iii. The uniqueness which is made the mark of individuality is often stated in the form of uniqueness of purpose. We shall return to the subject of purpose when it is necessary to speak of teleology. But it is important to remark at this point that the conception of purpose shares the purely de facto character of negative individuality. A purpose, after all, is nothing but a want, or at most, a wanted object.39 It gives no guarantee of depth or value by being a purpose which only one being entertains. It is, moreover, something which cannot be ascribed to a timeless reality; and admitting that a timeless reality is a conception open to dispute, it is still the case that a purpose is nothing more in essence than a partial element of a logical whole which is (whether necessarily or not) drawn out in time. And there is no reason to expect that the part which at any moment remains unfulfilled and so presents itself as a “want”—a contradiction set up by the incompleteness of the world to which it belongs, is a matter of pre-eminent interest or value. I n short, as a want in a finite mind a purpose may be “distinctive,” but a higher quality of content, as representing a profound necessity of a highly organised world, would be needed to make it individual. It is not the de facto purpose, but the quality and comprehensiveness of the world that sets the purpose, that makes or mars the individuality.

The individual is infinite but not a series.

iv. The same set of contrasts appears in the connection of individuality with infinity.

It has already been attempted40 to show that recent investigations on the subject of infinity leave the distinction between self-completeness and endlessness, for philosophical purposes, where it was before. The individual, if our treatment of the problem has any justification, is characterised by self-containedness or self-completeness; and includes endless detail only in the sense in which any endeavour is endless which proceeds in the solution of a problem by a method demonstrably inadequate. To take a simple though all-important example; to know God in spatial extension or in a temporal series would be a task involving endlessness.41 And in as far as that which is to be known is a reality, and its nature—the nature of God or of the Absolute—inevitably when approached in a certain way gives rise to the endless procedure, it might even be affirmed that the endlessness was actually real. But this could not mean that the endless series was given. I note, indeed, that the infinite numbers of modern mathematics, are, so far as I can follow the account of them, not to be reached by enumeration.42 Their nature is rather that of a class concept involving an extension consisting of “all possible cases,” which is practically left indefinite, although it is clear that there must be a number corresponding to it. Attention has long ago been called to this characteristic of class concepts on purely logical ground;43and it would almost seem that here again we have a concept or definition that demands the completeness of a series, rather than a series that is actually complete.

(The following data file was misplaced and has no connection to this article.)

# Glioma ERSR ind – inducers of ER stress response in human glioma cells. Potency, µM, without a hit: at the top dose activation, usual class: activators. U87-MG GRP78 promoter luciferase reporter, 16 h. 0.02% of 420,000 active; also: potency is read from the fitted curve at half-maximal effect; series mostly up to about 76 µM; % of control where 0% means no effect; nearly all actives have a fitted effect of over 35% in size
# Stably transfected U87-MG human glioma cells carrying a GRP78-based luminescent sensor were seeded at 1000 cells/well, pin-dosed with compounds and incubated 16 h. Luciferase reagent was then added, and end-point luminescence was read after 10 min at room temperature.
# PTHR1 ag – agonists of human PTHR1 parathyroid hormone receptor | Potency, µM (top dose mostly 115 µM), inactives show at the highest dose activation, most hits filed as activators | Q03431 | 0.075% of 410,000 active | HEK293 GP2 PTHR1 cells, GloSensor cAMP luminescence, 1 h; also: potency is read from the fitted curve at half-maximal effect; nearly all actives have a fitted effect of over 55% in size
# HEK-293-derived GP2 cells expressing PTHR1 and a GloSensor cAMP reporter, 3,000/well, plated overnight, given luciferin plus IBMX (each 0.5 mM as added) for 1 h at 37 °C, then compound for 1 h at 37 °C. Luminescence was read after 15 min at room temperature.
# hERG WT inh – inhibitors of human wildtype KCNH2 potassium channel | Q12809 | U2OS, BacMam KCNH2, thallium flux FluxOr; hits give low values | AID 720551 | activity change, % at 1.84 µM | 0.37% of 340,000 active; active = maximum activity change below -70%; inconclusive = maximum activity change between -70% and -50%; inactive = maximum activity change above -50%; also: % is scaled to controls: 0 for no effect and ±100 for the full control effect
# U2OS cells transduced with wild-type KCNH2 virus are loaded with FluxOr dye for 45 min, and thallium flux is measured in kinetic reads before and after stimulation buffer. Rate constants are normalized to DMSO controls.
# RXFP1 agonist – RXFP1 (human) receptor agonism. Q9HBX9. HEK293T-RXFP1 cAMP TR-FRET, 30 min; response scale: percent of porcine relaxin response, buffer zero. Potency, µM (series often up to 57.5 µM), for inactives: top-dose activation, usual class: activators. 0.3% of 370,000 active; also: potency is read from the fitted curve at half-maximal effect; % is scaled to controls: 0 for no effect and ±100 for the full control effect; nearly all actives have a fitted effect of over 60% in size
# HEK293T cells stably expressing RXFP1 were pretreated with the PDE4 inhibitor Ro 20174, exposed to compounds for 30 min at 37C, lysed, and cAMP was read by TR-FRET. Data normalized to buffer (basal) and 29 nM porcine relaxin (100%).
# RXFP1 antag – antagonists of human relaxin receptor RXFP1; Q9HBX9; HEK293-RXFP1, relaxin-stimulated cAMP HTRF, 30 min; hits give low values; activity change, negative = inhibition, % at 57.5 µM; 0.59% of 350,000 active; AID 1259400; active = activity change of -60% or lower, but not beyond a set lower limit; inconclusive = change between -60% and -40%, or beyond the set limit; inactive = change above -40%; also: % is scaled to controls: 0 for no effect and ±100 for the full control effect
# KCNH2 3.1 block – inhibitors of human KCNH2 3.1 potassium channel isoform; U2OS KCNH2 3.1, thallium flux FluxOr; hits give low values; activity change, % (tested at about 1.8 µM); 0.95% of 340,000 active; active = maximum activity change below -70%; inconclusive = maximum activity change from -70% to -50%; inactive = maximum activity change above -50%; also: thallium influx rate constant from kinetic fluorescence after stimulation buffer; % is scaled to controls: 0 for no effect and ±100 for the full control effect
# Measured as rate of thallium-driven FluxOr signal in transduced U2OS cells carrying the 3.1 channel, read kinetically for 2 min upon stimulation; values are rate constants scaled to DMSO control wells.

We conclude, then, that the Individual is one in idea with the true infinite, and is the embodiment of the concrete universal, which is the universal as asserting itself to the full through identity and through difference together. It is complete and coherent—characters whose connection is established by the relation above drawn out between wholeness and non-contradiction. And in the ultimate sense there can be only one Individual.